Germany and France are at the forefront of an initiative urging G20 nations to come up with concrete measures for revamping the global financial system at their upcoming summit in London.
Merkel and Sarkozy want better regulation, not more spending
German Chancellor Angela Merkel and French President Nicolas Sarkozy have said the G20 meeting of rich and emerging nations needs to produce "concrete results for reinforcing international financial regulation" and an action plan aimed at strengthening the role of global financial institutions.
"The top priority is the putting in place of a new global financial architecture," the two leaders wrote in their joint letter to the Czech EU presidency on Tuesday, March 17.
Merkel and Sarkozy said the EU should propose the registration, regulation and supervision of all hedge funds and other private investment firms that could pose a systematic risk.
Leaders attending the April 2 G20 summit are to debate reforms to the international financial system in light of the global economic crisis.
No new measures
The joint letter was the latest signal to Washington that France and Germany oppose pushing new stimulus measures as a way of dragging their economies out of recession.
"We should send a strong message … of our faith in the scope and effectiveness of our own stimulus programs," the letter said.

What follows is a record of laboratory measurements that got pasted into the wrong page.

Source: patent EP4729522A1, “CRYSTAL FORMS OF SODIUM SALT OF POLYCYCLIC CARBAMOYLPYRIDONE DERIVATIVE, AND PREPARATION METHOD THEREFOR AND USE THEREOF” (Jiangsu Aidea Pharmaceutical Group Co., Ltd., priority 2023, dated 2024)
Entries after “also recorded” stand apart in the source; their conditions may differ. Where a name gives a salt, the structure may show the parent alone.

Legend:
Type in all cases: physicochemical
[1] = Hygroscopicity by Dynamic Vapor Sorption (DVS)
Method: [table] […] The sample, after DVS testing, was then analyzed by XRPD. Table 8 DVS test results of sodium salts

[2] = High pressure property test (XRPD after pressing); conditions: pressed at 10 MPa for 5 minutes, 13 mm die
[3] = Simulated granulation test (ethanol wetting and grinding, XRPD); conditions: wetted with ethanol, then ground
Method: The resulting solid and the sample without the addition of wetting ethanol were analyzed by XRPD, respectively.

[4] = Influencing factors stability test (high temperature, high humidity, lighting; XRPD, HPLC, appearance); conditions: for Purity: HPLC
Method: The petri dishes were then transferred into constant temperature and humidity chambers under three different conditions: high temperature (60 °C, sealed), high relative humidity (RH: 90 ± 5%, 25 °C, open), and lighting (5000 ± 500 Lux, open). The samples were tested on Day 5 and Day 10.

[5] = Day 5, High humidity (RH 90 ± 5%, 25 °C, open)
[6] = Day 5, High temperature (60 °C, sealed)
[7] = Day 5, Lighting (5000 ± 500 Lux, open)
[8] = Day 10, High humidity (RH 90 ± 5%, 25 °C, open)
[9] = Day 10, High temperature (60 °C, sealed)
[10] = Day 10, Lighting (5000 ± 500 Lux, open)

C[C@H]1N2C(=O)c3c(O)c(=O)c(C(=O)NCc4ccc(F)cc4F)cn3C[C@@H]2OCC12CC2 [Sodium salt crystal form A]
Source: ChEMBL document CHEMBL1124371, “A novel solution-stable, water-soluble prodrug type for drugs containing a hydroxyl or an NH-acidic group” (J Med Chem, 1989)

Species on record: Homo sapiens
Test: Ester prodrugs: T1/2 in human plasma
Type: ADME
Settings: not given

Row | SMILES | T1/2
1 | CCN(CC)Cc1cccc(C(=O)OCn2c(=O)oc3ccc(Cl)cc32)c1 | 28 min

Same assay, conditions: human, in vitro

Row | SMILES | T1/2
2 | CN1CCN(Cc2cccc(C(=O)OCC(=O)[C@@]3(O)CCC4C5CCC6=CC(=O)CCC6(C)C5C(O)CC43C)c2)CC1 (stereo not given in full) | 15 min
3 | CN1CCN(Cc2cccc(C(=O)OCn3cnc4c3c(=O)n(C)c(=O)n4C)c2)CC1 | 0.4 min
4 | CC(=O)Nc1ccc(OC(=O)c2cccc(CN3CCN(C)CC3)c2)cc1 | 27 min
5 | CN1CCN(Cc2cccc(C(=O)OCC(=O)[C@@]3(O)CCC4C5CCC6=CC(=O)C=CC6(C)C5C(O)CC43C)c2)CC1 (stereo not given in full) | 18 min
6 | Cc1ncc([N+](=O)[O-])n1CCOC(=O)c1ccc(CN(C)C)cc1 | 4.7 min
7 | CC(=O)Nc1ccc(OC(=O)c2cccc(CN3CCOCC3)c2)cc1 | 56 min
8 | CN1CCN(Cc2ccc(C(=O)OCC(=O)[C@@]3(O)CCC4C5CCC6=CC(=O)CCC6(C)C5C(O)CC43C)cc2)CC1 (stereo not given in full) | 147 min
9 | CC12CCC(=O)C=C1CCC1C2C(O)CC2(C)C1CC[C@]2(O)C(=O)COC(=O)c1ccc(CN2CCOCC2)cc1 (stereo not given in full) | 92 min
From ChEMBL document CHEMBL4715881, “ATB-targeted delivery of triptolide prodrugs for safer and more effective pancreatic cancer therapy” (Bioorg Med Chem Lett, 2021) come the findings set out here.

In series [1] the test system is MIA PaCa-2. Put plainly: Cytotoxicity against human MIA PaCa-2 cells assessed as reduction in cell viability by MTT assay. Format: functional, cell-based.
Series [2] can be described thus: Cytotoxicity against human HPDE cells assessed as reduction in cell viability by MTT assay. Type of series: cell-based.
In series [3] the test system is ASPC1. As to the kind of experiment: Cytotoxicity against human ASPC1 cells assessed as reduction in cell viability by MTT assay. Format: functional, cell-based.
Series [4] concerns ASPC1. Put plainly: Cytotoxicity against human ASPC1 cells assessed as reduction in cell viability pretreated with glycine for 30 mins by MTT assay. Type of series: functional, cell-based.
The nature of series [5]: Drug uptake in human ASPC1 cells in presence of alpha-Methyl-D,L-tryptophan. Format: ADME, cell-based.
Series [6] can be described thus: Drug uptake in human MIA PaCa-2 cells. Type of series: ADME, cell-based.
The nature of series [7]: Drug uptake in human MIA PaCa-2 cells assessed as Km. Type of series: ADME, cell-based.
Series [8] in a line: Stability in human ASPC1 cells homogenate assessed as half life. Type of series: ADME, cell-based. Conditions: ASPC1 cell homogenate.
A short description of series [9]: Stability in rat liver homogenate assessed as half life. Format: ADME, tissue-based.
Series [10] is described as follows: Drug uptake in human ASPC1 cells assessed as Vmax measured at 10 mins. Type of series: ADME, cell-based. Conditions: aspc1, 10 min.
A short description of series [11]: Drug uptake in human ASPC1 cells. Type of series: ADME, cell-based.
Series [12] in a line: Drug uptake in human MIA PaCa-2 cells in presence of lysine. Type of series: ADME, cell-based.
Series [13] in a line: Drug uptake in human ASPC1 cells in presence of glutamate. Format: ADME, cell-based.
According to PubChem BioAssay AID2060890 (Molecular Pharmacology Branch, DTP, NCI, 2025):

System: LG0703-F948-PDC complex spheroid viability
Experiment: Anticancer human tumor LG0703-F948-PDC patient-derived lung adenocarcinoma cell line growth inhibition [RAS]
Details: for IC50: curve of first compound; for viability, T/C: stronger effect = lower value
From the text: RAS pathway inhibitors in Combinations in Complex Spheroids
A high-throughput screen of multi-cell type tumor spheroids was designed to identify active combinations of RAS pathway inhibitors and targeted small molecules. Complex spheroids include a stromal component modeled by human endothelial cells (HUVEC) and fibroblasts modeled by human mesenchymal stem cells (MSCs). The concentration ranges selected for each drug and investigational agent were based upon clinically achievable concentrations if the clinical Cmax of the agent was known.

While the US and other countries such as Japan are pressing for governments to focus on fiscal measures to ward off the recession through more government spending, Merkel and Sarkozy have both ruled out another round of economic stimulus packages.
Commitment to stability
The US has pushed for more spending by countries to ease the global downturn
The European approach is seen as overt criticism of an excessive form of capitalism that Germany and France blame for the global crisis. Merkel and Sarkozy have singled out executive pay, writing that the EU should look at rules to govern sometimes-outlandish corporate wages.
They also said a sanctions mechanism for states that are uncooperative on regulation and transparency should be looked into.
The two leaders also stressed the importance of EU members adhering to the bloc's Stability and Growth Pact, which requires them to keep annual public deficits to 3 percent of gross domestic product.
"Excessive public indebtedness threatens long-term global stability," the letter said. "Healthy public finances thus remain crucial for the credibility and stability of the European Union."